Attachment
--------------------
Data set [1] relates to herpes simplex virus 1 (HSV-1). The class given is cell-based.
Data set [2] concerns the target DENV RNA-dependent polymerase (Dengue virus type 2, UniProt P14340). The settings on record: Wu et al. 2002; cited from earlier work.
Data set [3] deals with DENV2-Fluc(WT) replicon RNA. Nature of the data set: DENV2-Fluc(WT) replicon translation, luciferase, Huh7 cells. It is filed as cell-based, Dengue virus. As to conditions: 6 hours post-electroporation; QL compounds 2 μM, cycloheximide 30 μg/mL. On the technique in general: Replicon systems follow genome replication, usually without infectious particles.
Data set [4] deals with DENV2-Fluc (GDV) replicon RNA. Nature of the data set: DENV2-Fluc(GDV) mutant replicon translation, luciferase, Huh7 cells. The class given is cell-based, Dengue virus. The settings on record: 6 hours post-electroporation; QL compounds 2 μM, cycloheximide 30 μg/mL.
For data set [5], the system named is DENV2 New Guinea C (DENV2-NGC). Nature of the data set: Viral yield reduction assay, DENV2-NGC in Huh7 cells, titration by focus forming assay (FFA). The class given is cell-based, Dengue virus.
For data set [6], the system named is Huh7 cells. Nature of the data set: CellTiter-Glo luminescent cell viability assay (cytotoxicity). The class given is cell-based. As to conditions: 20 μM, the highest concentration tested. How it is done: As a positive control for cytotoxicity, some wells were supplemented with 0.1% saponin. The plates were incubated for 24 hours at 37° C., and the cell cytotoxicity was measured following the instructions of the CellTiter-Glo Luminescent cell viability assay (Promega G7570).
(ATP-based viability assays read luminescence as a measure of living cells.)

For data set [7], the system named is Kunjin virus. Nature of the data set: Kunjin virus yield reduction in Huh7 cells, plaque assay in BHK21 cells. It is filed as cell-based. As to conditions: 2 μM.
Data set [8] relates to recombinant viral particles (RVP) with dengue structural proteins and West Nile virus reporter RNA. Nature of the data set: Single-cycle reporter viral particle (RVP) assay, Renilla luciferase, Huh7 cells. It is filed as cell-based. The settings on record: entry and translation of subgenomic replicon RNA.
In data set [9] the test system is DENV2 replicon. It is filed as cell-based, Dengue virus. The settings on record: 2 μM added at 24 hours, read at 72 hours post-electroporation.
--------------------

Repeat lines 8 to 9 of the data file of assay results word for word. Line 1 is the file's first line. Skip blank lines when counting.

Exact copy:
For data set [7], the system named is Kunjin virus. Nature of the data set: Kunjin virus yield reduction in Huh7 cells, plaque assay in BHK21 cells. It is filed as cell-based. As to conditions: 2 μM.
Data set [8] relates to recombinant viral particles (RVP) with dengue structural proteins and West Nile virus reporter RNA. Nature of the data set: Single-cycle reporter viral particle (RVP) assay, Renilla luciferase, Huh7 cells. It is filed as cell-based. The settings on record: entry and translation of subgenomic replicon RNA.